rain gauges

Engaging Citizen Scientists With GPM

Engaging Citizen Scientists With GPM

Every morning at seven, Andrew Welch wakes up, cooks breakfast and checks the rain gauge sitting on a five-foot post in his backyard. He writes down the measurement, sends his kid off to school and then heads out to his workplace as a structural engineer.

Welch is a citizen scientist. Around the world, hundreds of citizen scientists like him are collecting precipitation measurements from the ground that are useful for NASA’s Global Precipitation Measurement (GPM) mission.

GPM Launches Field Campaign for Students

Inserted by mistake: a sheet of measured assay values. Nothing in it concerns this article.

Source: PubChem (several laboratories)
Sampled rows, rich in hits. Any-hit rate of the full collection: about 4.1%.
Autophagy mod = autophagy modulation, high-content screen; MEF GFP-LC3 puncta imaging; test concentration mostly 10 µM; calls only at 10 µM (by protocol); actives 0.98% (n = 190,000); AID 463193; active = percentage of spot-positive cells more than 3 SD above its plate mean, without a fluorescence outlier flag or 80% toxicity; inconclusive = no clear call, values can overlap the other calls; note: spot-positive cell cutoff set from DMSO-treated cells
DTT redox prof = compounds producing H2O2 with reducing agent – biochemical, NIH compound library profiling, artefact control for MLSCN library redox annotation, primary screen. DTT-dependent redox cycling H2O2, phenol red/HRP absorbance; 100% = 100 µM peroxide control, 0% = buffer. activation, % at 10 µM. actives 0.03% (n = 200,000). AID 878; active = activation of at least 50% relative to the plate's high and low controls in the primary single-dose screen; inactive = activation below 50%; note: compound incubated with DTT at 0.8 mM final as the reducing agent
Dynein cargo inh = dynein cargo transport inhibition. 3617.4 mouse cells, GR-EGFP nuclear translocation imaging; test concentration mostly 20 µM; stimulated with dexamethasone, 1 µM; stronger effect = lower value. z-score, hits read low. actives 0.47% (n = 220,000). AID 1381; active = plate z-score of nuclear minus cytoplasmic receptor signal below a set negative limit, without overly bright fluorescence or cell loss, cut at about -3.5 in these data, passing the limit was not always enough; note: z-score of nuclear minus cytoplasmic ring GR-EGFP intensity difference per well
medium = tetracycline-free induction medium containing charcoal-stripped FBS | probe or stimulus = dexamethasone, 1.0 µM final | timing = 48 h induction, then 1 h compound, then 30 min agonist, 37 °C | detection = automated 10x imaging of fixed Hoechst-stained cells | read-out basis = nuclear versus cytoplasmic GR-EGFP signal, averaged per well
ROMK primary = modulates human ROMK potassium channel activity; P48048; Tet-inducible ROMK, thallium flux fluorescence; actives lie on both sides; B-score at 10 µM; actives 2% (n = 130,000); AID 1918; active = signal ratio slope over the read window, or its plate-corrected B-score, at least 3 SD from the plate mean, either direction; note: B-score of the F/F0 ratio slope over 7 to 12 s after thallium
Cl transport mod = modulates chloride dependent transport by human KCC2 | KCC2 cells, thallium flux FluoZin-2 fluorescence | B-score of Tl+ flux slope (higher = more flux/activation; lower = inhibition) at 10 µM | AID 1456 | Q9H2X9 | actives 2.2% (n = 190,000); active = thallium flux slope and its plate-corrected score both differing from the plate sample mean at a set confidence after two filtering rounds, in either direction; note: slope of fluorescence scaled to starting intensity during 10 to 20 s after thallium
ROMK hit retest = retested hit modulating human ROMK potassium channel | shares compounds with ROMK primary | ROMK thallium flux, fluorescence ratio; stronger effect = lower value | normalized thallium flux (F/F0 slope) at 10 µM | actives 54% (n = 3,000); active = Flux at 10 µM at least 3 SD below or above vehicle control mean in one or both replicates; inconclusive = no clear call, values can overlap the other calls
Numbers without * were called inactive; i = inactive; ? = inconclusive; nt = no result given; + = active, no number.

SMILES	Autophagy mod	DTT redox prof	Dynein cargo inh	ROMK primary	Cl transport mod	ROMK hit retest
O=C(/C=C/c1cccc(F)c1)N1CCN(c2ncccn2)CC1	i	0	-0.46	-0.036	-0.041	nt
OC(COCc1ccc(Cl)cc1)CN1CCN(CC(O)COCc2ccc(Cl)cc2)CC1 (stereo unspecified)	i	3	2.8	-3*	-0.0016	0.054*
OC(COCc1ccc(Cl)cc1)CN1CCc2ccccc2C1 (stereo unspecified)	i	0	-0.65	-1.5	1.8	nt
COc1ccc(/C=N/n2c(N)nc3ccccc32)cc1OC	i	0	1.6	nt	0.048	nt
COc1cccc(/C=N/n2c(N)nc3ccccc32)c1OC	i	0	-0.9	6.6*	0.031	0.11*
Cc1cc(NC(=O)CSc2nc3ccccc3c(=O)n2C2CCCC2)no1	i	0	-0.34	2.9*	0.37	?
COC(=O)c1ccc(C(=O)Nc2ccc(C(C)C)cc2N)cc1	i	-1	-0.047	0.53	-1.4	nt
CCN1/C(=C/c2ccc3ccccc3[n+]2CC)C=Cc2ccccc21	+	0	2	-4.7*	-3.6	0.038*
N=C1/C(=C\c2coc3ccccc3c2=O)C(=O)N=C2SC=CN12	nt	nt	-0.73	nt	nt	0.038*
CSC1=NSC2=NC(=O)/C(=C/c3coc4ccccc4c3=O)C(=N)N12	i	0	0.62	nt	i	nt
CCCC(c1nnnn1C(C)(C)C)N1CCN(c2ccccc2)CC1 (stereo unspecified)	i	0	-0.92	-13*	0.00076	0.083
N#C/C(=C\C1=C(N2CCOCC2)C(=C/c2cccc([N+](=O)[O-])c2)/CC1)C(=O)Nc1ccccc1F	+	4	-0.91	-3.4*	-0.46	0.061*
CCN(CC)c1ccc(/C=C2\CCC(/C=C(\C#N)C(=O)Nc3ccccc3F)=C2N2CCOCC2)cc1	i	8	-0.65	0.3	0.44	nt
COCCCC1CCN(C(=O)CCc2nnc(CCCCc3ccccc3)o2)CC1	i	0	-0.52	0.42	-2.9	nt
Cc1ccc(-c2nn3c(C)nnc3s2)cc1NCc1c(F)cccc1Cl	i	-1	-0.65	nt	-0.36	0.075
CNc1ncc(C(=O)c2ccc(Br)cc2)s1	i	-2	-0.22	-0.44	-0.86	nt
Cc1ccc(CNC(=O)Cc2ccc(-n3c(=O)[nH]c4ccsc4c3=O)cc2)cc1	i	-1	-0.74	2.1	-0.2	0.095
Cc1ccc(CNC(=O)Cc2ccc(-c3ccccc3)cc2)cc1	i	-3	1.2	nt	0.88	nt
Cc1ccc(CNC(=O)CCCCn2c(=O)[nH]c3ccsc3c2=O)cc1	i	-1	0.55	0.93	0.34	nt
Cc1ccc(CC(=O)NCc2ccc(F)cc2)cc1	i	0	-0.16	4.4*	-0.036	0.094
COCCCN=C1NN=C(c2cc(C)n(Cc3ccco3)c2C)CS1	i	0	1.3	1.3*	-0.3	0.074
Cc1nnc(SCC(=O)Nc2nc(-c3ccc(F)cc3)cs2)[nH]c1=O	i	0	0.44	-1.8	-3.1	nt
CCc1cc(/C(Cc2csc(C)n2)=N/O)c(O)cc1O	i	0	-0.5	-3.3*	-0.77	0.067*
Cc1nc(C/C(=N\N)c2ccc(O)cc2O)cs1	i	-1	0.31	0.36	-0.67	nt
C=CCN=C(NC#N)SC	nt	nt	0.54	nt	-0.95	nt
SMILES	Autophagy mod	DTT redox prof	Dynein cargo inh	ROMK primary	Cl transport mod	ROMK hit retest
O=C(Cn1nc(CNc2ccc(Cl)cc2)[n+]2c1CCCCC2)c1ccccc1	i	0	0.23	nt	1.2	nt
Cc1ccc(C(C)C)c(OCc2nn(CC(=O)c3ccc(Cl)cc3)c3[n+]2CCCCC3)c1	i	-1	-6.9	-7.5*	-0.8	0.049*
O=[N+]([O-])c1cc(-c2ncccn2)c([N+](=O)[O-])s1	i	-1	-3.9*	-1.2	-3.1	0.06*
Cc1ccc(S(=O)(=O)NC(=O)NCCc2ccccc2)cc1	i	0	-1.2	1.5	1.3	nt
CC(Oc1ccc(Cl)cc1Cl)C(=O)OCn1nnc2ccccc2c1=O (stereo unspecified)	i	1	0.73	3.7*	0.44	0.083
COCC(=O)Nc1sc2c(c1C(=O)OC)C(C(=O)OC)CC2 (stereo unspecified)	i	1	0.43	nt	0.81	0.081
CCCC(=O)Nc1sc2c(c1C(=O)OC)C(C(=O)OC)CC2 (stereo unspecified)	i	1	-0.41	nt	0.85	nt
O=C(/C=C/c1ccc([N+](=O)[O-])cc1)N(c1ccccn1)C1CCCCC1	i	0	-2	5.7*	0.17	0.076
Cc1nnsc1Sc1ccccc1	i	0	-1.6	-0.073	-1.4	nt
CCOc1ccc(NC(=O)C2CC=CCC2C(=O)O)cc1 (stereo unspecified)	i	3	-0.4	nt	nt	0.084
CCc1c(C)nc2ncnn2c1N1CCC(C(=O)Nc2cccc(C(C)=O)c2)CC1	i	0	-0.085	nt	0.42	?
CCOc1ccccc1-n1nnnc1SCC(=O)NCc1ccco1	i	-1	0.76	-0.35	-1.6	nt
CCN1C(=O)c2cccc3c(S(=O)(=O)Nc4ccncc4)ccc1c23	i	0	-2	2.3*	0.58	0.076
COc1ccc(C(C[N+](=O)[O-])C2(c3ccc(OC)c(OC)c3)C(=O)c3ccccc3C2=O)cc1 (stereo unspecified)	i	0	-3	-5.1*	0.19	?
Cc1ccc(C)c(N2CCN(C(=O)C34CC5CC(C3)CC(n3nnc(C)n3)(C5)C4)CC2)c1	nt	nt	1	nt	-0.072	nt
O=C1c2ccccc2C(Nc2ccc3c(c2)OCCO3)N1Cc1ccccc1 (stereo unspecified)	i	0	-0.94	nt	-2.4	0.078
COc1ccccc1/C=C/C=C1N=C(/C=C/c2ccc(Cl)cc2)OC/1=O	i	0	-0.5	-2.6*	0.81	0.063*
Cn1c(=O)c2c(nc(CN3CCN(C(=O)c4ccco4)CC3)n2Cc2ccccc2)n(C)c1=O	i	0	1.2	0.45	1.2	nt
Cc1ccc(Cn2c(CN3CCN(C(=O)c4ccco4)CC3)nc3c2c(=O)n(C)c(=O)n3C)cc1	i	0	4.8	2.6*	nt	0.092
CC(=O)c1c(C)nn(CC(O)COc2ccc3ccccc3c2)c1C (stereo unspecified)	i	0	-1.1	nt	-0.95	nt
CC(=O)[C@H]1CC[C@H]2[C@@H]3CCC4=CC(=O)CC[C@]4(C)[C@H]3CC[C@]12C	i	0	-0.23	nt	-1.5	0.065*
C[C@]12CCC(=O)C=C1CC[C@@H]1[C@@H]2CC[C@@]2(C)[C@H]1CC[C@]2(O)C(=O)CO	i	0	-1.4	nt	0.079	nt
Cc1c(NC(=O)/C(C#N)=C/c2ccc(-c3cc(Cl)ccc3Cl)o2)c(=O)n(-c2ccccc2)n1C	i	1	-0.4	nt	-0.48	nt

GPM Launches Hands-On Field Campaign for Students

This spring, students worldwide are invited to grab rain gauges and learn how scientists use ground measurements to validate satellite precipitation data.

NASA's Global Precipitation Measurement, or GPM, mission is partnering with the Global Learning and Observations to Benefit the Environment (GLOBE) program to conduct a field campaign where students will measure rain and snow in their hometowns from Feb. 1 through mid-April 2015 and then analyze the data. A webinar for teachers to learn more about the campaign and how to participate is scheduled for Jan. 21, 2015.

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